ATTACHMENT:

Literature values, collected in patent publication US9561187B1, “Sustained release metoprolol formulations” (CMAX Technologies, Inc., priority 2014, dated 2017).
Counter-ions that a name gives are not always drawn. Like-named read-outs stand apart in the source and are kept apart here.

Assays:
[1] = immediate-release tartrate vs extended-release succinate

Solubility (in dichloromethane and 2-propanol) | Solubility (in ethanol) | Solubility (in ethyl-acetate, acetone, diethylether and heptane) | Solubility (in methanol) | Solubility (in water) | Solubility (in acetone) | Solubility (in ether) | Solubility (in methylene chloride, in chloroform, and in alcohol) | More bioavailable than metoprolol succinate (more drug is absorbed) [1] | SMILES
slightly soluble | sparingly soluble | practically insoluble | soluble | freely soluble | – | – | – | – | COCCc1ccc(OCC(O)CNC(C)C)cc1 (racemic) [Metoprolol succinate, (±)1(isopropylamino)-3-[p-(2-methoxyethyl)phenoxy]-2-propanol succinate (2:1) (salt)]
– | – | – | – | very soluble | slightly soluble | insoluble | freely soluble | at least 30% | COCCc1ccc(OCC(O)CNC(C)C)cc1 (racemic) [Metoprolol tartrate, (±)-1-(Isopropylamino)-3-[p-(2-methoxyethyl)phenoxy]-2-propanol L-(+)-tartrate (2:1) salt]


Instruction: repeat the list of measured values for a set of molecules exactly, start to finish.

Literature values, collected in patent publication US9561187B1, “Sustained release metoprolol formulations” (CMAX Technologies, Inc., priority 2014, dated 2017).
Counter-ions that a name gives are not always drawn. Like-named read-outs stand apart in the source and are kept apart here.

Assays:
[1] = immediate-release tartrate vs extended-release succinate

Solubility (in dichloromethane and 2-propanol) | Solubility (in ethanol) | Solubility (in ethyl-acetate, acetone, diethylether and heptane) | Solubility (in methanol) | Solubility (in water) | Solubility (in acetone) | Solubility (in ether) | Solubility (in methylene chloride, in chloroform, and in alcohol) | More bioavailable than metoprolol succinate (more drug is absorbed) [1] | SMILES
slightly soluble | sparingly soluble | practically insoluble | soluble | freely soluble | – | – | – | – | COCCc1ccc(OCC(O)CNC(C)C)cc1 (racemic) [Metoprolol succinate, (±)1(isopropylamino)-3-[p-(2-methoxyethyl)phenoxy]-2-propanol succinate (2:1) (salt)]
– | – | – | – | very soluble | slightly soluble | insoluble | freely soluble | at least 30% | COCCc1ccc(OCC(O)CNC(C)C)cc1 (racemic) [Metoprolol tartrate, (±)-1-(Isopropylamino)-3-[p-(2-methoxyethyl)phenoxy]-2-propanol L-(+)-tartrate (2:1) salt]